We would also suggest that the Town start buying 100% renewable electricity for its own municipal electricity demand. The Town of Lexington signed a 3-year agreement with our current electricity provider, which ends in December of 2018. This year would be an excellent time to complete the Town’s move to a 100% renewable electricity future.

A lot of folks ask – what about reducing emissions from our vehicles? While our buildings are responsible for 66% of our greenhouse emissions, our vehicles are certainly next on the chopping block at 23% of our total emissions. The good news is that if we can transition our buildings to 100% renewable electricity – we can do the same for our cars.

Battery prices are declining rapidly and are expected to continue their rapid decline with another 75% price reduction expected within the next 15 years. At the same time, the power to weight ratio of the batteries has been improving rapidly. Those advances have allowed Elon Musk to introduce an electric truck with 500 miles of range and Tesla’s new Roadster with 620 miles of range!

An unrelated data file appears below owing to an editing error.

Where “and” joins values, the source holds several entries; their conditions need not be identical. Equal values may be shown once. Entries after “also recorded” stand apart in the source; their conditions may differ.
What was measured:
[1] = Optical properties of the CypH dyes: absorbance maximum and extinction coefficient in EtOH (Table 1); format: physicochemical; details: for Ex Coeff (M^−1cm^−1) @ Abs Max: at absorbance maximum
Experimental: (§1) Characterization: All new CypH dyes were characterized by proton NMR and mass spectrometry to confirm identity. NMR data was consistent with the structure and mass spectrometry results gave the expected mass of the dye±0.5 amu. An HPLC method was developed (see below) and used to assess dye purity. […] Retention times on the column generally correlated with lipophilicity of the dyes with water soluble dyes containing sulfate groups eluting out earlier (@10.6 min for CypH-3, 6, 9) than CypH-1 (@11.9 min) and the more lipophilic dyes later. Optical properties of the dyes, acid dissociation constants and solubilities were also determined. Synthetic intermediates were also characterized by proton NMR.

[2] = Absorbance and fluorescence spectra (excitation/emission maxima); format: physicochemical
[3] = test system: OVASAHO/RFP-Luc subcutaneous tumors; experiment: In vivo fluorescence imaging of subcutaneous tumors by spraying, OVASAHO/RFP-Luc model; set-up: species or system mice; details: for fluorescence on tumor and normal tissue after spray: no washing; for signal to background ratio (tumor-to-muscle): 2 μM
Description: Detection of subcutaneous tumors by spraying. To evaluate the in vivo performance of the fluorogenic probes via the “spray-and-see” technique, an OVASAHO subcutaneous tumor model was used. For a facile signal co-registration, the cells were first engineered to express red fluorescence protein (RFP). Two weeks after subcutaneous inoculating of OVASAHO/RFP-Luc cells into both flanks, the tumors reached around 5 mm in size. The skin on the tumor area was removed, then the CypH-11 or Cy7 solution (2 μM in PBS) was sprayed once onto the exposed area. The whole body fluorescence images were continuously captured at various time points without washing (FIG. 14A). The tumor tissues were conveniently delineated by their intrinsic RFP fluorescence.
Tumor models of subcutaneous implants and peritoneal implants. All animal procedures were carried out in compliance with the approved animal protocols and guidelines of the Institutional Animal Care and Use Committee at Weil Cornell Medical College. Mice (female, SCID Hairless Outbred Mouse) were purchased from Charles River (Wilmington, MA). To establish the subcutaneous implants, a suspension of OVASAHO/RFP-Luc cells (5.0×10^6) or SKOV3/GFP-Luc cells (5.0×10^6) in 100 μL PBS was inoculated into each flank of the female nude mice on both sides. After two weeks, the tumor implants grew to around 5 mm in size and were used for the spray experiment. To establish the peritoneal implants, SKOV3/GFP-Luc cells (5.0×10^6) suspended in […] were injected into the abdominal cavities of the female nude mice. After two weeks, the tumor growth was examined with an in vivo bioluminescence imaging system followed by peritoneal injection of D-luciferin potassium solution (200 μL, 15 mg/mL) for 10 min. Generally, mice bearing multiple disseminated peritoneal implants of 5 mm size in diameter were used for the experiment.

Both trends have lead to soaring sales of electric vehicles worldwide and in Lexington. There were 1 million electric vehicles on the road at the end of 2015, but it took only 18 months for the next million electric vehicle sales. The next million cars will be on the road by Patriot’s Day this year. Lexington is also leading the electric vehicle revolution in Massachusetts with 6.7 times the number of electric vehicles per capita compared to the Massachusetts average. We doubled the number of electric cars in Lexington last year, and hope to do that again this year with our Lex Drive Electric group discount program.

And that revolution is only just getting started. Navigant expects 37 million electric vehicles will be on the road by 2025. Yes, that is more than 10x growth in the next 7 years. And 2025 is when Bloomberg [See chart above] expects electric car sales to really accelerate! Bloomberg New Energy Finance projects that the unsubsidized price of electric cars will fall to less than the price for internal combustion engine cars somewhere between 2025 and 2030.